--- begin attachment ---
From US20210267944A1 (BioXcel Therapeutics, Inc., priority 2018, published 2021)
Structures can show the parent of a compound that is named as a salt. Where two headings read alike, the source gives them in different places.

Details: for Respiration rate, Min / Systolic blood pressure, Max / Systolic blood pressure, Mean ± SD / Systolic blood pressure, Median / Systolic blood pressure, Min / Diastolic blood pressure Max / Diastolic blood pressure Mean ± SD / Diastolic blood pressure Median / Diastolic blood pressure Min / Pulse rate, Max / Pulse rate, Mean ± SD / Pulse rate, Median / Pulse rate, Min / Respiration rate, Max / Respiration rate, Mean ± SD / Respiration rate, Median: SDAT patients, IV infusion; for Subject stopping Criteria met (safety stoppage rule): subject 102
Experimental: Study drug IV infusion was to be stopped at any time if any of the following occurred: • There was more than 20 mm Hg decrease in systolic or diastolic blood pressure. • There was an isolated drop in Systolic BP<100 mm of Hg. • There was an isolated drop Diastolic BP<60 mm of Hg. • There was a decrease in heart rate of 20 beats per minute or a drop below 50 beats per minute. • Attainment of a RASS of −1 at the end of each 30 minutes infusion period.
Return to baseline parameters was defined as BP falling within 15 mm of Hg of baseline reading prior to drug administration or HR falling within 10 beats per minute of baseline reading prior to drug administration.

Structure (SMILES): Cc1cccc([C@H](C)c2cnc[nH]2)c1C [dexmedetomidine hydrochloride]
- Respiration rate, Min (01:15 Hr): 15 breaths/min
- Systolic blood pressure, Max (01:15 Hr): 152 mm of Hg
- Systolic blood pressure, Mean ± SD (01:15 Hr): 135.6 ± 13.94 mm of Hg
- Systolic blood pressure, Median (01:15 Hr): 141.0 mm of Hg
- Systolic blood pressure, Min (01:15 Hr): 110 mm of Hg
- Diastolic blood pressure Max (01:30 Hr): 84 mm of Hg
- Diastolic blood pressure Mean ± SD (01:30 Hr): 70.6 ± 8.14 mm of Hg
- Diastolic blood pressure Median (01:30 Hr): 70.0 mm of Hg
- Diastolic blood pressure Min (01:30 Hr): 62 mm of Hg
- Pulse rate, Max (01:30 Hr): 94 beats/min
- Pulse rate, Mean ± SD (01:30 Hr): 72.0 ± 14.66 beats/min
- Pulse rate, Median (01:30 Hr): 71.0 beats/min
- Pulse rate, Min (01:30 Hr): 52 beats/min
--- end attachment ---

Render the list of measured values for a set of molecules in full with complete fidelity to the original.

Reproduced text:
From US20210267944A1 (BioXcel Therapeutics, Inc., priority 2018, published 2021)
Structures can show the parent of a compound that is named as a salt. Where two headings read alike, the source gives them in different places.

Details: for Respiration rate, Min / Systolic blood pressure, Max / Systolic blood pressure, Mean ± SD / Systolic blood pressure, Median / Systolic blood pressure, Min / Diastolic blood pressure Max / Diastolic blood pressure Mean ± SD / Diastolic blood pressure Median / Diastolic blood pressure Min / Pulse rate, Max / Pulse rate, Mean ± SD / Pulse rate, Median / Pulse rate, Min / Respiration rate, Max / Respiration rate, Mean ± SD / Respiration rate, Median: SDAT patients, IV infusion; for Subject stopping Criteria met (safety stoppage rule): subject 102
Experimental: Study drug IV infusion was to be stopped at any time if any of the following occurred: • There was more than 20 mm Hg decrease in systolic or diastolic blood pressure. • There was an isolated drop in Systolic BP<100 mm of Hg. • There was an isolated drop Diastolic BP<60 mm of Hg. • There was a decrease in heart rate of 20 beats per minute or a drop below 50 beats per minute. • Attainment of a RASS of −1 at the end of each 30 minutes infusion period.
Return to baseline parameters was defined as BP falling within 15 mm of Hg of baseline reading prior to drug administration or HR falling within 10 beats per minute of baseline reading prior to drug administration.

Structure (SMILES): Cc1cccc([C@H](C)c2cnc[nH]2)c1C [dexmedetomidine hydrochloride]
- Respiration rate, Min (01:15 Hr): 15 breaths/min
- Systolic blood pressure, Max (01:15 Hr): 152 mm of Hg
- Systolic blood pressure, Mean ± SD (01:15 Hr): 135.6 ± 13.94 mm of Hg
- Systolic blood pressure, Median (01:15 Hr): 141.0 mm of Hg
- Systolic blood pressure, Min (01:15 Hr): 110 mm of Hg
- Diastolic blood pressure Max (01:30 Hr): 84 mm of Hg
- Diastolic blood pressure Mean ± SD (01:30 Hr): 70.6 ± 8.14 mm of Hg
- Diastolic blood pressure Median (01:30 Hr): 70.0 mm of Hg
- Diastolic blood pressure Min (01:30 Hr): 62 mm of Hg
- Pulse rate, Max (01:30 Hr): 94 beats/min
- Pulse rate, Mean ± SD (01:30 Hr): 72.0 ± 14.66 beats/min
- Pulse rate, Median (01:30 Hr): 71.0 beats/min
- Pulse rate, Min (01:30 Hr): 52 beats/min